Thomas Stocker

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Contributing Authors: R.B. Alley (USA), J. Annan (Japan, UK), J. Arblaster (USA, Australia), C. Bitz (USA), P. Brockmann (France), V. Brovkin (Germany, Russian Federation), L. Buja (USA), P. Cadule (France), G. Clarke (Canada), M. Collier (Australia), M. Collins (UK), E. Driesschaert (Belgium), N.A. Diansky (Russian Federation), M. Dix (Australia), K. Dixon(More)
A record of atmospheric carbon dioxide (CO2) concentration during the transition from the Last Glacial Maximum to the Holocene, obtained from the Dome Concordia, Antarctica, ice core, reveals that an increase of 76 parts per million by volume occurred over a period of 6000 years in four clearly distinguishable intervals. The close correlation between CO2(More)
Changes in past atmospheric carbon dioxide concentrations can be determined by measuring the composition of air trapped in ice cores from Antarctica. So far, the Antarctic Vostok and EPICA Dome C ice cores have provided a composite record of atmospheric carbon dioxide levels over the past 650,000 years. Here we present results of the lowest 200 m of the(More)
The possibility of a reduced Atlantic thermohaline circulation in response to increases in greenhouse-gas concentrations has been demonstrated in a number of simulations with general circulation models of the coupled ocean-atmosphere system. But it remains difficult to assess the likelihood of future changes in the thermohaline circulation, mainly owing to(More)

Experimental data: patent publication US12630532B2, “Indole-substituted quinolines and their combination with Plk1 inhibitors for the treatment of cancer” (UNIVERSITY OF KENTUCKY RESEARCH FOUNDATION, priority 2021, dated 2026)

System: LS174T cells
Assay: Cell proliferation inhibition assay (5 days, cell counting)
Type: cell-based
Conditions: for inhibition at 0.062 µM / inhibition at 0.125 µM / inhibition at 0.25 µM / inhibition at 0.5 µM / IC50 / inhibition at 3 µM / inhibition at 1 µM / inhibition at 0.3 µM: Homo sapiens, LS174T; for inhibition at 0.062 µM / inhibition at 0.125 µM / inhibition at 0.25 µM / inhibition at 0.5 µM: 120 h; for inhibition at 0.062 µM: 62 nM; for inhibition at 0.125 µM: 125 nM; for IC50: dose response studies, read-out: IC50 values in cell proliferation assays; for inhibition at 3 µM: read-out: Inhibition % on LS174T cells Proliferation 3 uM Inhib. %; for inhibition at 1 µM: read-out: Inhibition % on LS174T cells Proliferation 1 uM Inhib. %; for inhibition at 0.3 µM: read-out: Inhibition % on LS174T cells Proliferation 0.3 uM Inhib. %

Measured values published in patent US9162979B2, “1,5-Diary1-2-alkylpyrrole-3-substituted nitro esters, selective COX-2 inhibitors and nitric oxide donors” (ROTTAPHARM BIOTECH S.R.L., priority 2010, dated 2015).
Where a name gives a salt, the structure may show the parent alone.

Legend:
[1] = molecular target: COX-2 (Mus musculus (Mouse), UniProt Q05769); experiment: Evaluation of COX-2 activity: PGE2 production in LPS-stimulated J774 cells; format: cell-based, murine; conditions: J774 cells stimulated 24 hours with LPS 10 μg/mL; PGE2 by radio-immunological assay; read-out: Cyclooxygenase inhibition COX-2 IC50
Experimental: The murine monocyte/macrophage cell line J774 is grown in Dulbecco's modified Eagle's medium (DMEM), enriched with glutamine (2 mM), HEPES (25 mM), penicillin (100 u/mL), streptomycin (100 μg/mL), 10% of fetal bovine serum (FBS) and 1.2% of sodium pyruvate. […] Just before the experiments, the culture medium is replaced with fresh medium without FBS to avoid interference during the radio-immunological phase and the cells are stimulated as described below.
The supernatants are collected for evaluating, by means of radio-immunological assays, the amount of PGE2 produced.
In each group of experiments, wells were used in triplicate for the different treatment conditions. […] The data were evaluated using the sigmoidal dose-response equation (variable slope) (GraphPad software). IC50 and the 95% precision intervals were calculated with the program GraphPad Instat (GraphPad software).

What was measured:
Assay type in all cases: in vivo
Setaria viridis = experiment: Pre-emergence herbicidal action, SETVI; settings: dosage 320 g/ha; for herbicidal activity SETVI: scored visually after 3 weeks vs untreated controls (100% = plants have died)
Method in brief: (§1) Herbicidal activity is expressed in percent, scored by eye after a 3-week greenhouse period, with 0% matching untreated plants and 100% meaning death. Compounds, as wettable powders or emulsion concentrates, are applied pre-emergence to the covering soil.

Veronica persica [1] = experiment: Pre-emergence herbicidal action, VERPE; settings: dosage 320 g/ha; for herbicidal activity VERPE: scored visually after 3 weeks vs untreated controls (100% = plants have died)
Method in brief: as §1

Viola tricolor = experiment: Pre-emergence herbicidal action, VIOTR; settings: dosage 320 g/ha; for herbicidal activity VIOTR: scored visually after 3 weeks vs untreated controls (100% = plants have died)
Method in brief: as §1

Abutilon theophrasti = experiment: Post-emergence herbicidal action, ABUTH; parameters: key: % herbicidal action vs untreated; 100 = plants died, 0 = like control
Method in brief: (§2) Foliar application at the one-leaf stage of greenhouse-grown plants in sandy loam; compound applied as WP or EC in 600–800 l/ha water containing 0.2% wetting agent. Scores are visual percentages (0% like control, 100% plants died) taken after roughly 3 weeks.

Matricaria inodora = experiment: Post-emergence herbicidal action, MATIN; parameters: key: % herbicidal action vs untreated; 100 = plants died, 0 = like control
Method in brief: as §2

Atmospheric methane is an important greenhouse gas and a sensitive indicator of climate change and millennial-scale temperature variability. Its concentrations over the past 650,000 years have varied between approximately 350 and approximately 800 parts per 10(9) by volume (p.p.b.v.) during glacial and interglacial periods, respectively. In comparison,(More)
A record of atmospheric carbon dioxide (CO2) concentrations measured on the EPICA (European Project for Ice Coring in Antarctica) Dome Concordia ice core extends the Vostok CO2 record back to 650,000 years before the present (yr B.P.). Before 430,000 yr B.P., partial pressure of atmospheric CO2 lies within the range of 260 and 180 parts per million by(More)
The assessment of uncertainties in global warming projections is often based on expert judgement, because a number of key variables in climate change are poorly quantified. In particular, the sensitivity of climate to changing greenhouse-gas concentrations in the atmosphere and the radiative forcing effects by aerosols are not well constrained, leading to(More)
Dust can affect the radiative balance of the atmosphere by absorbing or reflecting incoming solar radiation; it can also be a source of micronutrients, such as iron, to the ocean. It has been suggested that production, transport and deposition of dust is influenced by climatic changes on glacial-interglacial timescales. Here we present a high-resolution(More)
Centennial climate variability over the last ice age exhibits clear bipolar behavior. High-resolution analyses of marine sediment cores from the Iberian margin trace a number of associated changes simultaneously. Proxies of sea surface temperature and water mass distribution, as well as relative biomarker content, demonstrate that this typical north-south(More)
A high-resolution deuterium profile is now available along the entire European Project for Ice Coring in Antarctica Dome C ice core, extending this climate record back to marine isotope stage 20.2, approximately 800,000 years ago. Experiments performed with an atmospheric general circulation model including water isotopes support its temperature(More)